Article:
Sutor spent a couple years assisting Matt Hahn with the varsity team, and could’ve continued doing that when Brad Wendell was promoted from the sophomore job. But he elected to replaced Wendell instead.
“Derek does especially well with cultivating a positive team culture,” Wendell said. “His passion and example are inspiring to players and students alike. I am blessed to have him on the baseball staff. He makes us all better.”
Like his special education students, who strive to learn despite the wide range of mental, emotional and physical disabilities that can get in the way, Sutor has faced adversity himself with a lifelong stutter.
“I’ve been a stutterer since I was born and I’ve had to overcome all the ups and downs of a stutterer,” he said. “In my speech, I said, if you told me in high school that I’d be standing up here being honored for a profession that I have to speak everyday, I’d say that you’re crazy. But life has a strange way of turning out, and I’m where I’m at because of the help I’ve gotten from educators, friends, teammates and coaches. They’ve all had some impact on me and I’m able to give back in the same passion.”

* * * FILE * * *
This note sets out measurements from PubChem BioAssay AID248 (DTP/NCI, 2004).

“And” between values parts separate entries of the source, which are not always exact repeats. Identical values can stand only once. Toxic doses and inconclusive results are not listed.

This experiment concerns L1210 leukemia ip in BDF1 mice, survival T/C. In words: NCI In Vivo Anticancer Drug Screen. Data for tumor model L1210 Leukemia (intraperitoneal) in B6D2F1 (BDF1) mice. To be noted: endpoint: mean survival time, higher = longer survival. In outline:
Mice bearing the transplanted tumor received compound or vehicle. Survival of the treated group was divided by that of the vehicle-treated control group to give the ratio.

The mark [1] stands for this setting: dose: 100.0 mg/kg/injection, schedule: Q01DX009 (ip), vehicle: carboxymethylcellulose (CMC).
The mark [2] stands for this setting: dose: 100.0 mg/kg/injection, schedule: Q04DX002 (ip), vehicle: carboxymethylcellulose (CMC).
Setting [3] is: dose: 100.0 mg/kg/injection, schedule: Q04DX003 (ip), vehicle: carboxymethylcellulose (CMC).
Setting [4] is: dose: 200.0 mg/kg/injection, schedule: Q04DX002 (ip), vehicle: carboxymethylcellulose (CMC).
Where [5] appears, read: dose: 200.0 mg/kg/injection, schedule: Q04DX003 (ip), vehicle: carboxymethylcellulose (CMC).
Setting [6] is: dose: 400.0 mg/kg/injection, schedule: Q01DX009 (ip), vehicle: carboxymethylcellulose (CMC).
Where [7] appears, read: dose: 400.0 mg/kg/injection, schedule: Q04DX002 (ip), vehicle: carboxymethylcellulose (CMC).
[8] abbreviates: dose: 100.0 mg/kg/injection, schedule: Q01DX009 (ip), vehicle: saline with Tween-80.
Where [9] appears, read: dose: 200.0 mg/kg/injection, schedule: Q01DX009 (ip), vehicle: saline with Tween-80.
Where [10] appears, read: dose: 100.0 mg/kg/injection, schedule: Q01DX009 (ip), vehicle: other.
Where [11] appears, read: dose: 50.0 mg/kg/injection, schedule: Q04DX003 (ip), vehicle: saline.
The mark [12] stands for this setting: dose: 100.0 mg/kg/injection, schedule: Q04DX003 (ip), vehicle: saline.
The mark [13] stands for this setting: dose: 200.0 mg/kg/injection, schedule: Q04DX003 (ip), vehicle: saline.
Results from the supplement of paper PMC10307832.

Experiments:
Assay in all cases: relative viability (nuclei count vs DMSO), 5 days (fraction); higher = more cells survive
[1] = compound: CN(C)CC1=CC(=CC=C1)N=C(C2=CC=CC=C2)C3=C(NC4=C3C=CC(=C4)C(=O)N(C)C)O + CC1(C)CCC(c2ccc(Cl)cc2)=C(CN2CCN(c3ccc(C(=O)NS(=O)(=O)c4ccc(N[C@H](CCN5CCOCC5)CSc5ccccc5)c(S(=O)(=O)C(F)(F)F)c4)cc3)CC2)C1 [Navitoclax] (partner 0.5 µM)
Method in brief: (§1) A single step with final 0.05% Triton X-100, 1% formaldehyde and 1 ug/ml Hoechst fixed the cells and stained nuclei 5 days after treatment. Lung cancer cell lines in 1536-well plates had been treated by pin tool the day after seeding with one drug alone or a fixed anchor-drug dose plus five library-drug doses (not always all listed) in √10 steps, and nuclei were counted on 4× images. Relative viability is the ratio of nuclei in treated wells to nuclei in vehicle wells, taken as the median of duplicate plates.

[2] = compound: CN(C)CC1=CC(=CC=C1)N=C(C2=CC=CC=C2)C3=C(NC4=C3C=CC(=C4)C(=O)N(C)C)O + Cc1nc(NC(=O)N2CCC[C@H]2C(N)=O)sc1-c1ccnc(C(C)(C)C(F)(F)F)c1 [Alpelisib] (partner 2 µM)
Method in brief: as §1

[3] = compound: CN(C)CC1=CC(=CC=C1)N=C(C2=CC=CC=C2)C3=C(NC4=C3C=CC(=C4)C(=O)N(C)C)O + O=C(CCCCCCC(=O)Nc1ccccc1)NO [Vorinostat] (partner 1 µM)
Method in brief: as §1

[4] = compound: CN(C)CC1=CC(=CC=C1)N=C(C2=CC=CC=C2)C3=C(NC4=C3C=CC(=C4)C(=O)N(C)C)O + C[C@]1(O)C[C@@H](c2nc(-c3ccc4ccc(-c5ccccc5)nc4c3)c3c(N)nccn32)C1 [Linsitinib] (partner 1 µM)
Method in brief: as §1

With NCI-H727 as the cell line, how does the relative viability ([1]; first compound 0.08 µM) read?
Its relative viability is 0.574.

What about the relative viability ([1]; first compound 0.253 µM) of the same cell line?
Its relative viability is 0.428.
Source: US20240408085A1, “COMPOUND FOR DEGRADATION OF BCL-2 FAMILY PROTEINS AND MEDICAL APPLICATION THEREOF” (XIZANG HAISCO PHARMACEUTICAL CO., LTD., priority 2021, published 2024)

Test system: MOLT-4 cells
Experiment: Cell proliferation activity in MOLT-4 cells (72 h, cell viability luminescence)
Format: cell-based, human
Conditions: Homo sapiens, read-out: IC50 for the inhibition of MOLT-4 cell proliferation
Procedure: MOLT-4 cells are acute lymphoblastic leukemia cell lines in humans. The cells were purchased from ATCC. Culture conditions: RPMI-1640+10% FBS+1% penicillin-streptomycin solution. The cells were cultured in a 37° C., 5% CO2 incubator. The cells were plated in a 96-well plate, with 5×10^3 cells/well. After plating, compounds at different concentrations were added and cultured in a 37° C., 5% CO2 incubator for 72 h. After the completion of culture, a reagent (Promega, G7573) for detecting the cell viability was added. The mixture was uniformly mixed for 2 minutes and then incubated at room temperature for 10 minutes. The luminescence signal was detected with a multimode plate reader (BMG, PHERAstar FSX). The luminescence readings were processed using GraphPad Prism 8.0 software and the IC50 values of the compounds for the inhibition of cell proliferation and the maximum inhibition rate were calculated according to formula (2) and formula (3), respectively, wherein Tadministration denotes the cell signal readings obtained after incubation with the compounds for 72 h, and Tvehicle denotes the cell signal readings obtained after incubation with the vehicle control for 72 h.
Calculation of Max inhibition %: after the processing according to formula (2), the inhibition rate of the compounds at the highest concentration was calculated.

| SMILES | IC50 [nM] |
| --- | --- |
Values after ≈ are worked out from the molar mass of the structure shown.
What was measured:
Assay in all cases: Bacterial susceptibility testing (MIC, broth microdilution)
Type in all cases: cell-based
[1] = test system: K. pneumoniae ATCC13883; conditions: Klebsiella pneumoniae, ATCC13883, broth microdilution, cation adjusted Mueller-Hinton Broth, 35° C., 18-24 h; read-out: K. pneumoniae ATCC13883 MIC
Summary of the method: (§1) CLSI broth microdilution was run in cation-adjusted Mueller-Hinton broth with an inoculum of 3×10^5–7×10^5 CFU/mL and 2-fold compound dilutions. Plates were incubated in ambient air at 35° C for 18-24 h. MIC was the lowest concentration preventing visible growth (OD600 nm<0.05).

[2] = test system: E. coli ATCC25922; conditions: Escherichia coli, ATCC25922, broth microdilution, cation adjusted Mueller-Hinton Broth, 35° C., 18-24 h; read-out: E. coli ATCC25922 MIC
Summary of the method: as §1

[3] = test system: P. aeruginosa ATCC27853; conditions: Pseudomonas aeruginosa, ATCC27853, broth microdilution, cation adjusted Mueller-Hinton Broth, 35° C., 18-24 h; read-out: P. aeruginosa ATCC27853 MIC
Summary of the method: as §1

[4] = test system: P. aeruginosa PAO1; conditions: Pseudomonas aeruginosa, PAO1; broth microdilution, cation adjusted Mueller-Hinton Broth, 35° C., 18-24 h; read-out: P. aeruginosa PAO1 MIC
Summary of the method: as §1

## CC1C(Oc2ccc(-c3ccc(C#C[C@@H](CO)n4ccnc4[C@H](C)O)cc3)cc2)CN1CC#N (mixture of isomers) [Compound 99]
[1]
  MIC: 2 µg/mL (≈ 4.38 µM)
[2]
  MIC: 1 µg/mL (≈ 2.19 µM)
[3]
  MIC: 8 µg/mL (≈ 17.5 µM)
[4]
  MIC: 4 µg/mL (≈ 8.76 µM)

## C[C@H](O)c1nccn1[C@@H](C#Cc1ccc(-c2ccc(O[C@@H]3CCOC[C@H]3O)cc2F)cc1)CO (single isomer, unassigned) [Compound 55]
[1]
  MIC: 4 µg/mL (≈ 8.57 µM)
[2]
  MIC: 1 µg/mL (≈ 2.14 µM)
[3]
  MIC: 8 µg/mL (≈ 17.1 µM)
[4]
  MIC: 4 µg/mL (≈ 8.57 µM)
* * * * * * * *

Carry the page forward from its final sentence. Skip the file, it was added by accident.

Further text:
His assistant coach is his dad, Doug Sutor, an IHSBCA Hall of Famer who won over 500 games at Sandburg High School in Orland Park and won a state title in 2002. Seriously, how fortunate are Geneva sophomore baseball players to have him in the dugout?
“Last year around Christmas I just threw it out there to see how’d he respond to it and he said he was in,” Derek Sutor said. “I mean, growing up, I dreamed of coaching under him and to have it switched up and to be the head coach and to have him under me. It’s actually a dream come true. I get to spend my time on the field with him.”
Just like some lucky Geneva kids get to do on the ball diamond and in the classroom with the 2019 High School Teacher of The Year.